17. Checkout process
Even if your checkout process seems trustworthy, if it requires too many steps or too much information, chances are greater and greater that your customer could change their mind.
People want to spend money to solve their problems and fulfill their desires – but the majority do not want to take a gamble, even if they will be getting what they need. Let them know that you will help them if what they bought is not what they expected.
19. Shipping and delivery
Sometimes extra fees are necessary – but don't surprise people when that is the case. As early in the process as possible, notify people of average shipping costs. Or advertise free shipping and
20. Offer premium options
Some of your customers are looking for a bargain, and others are looking for the best that money can buy. Offering multiple tiers of products or services ensures that each group pays for what they want to get.
Conversion is never going to be 100% finished – so sit back and see what works and what doesn't, but don't be afraid to change it all again later!
Your conversion rate is a number – so notice how it corresponds to your other metrics, and which ones are affected by which changes you make.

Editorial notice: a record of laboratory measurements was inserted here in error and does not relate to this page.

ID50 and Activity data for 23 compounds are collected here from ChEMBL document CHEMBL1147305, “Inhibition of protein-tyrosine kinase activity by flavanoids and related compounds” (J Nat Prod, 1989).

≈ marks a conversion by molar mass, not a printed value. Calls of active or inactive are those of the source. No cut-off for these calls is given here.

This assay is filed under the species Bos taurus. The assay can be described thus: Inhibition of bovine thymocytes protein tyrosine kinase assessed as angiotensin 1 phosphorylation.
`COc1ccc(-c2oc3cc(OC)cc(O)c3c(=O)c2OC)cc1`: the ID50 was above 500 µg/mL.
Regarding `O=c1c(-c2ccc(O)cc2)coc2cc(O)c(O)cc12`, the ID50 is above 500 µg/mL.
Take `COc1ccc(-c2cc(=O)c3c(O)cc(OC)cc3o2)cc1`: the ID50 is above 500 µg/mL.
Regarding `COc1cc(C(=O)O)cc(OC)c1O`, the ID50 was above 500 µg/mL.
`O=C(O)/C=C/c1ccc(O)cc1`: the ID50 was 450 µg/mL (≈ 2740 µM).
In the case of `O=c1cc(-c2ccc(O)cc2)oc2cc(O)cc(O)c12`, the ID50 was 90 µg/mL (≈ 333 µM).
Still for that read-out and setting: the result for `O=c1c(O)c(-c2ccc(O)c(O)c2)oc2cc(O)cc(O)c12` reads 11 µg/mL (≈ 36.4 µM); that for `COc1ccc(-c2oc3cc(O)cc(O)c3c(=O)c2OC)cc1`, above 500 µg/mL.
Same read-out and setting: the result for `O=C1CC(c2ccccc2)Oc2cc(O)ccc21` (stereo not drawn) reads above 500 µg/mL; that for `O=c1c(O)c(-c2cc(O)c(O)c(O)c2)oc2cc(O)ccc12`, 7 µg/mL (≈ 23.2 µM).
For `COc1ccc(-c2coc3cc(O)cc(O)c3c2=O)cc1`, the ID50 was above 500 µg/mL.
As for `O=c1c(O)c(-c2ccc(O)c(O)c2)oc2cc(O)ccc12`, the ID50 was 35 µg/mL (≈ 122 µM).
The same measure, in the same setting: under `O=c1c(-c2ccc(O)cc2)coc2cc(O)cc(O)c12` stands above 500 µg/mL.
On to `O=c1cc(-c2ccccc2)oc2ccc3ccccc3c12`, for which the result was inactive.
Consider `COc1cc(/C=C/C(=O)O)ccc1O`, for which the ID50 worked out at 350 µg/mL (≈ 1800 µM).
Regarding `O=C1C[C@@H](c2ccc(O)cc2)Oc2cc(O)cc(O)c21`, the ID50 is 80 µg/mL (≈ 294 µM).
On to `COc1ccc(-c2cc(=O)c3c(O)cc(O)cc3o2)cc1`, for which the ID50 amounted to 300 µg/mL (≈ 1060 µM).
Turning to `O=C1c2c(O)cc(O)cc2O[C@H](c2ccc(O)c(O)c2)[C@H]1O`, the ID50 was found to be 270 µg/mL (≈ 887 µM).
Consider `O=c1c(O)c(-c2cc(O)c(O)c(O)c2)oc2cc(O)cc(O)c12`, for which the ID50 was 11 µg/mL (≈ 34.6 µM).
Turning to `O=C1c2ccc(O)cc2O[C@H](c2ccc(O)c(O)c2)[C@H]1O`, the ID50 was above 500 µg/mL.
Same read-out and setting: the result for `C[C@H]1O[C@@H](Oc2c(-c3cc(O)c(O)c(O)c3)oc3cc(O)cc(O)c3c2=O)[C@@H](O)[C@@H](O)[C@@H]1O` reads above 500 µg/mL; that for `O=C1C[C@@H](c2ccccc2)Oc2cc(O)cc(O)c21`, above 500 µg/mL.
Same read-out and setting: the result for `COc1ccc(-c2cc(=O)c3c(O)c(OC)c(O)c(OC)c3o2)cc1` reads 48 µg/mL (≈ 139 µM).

22. Split test
Understand how people are looking at and clicking on things on your website. Test two different versions of a page at once with split testing and get concrete answers on what works and what doesn't.
23. Follow up
After collecting email addresses from account setups or newsletter subscriptions, follow up with the users you are reaching. Ask what they are expecting to receive, what they thought of your product, any questions they might have for you.
24. Walk through
Physically watching someone in your target demographic use your site for the first time might be disarming, but let yourself understand how to see the site through the eyes of others.
Yes, sometimes you do need to ignore what everyone else has to say. When making too many people happy makes no one happy, remember that the only thing you really need to listen to is your customers and conversions. What works for others does not always work for you – and that's okay.
There are 25 ideas – it's time to start using them! Don't forget that you can always change things back if the results are worse than you expected. Are there any major changes you have made that don't fit into these categories?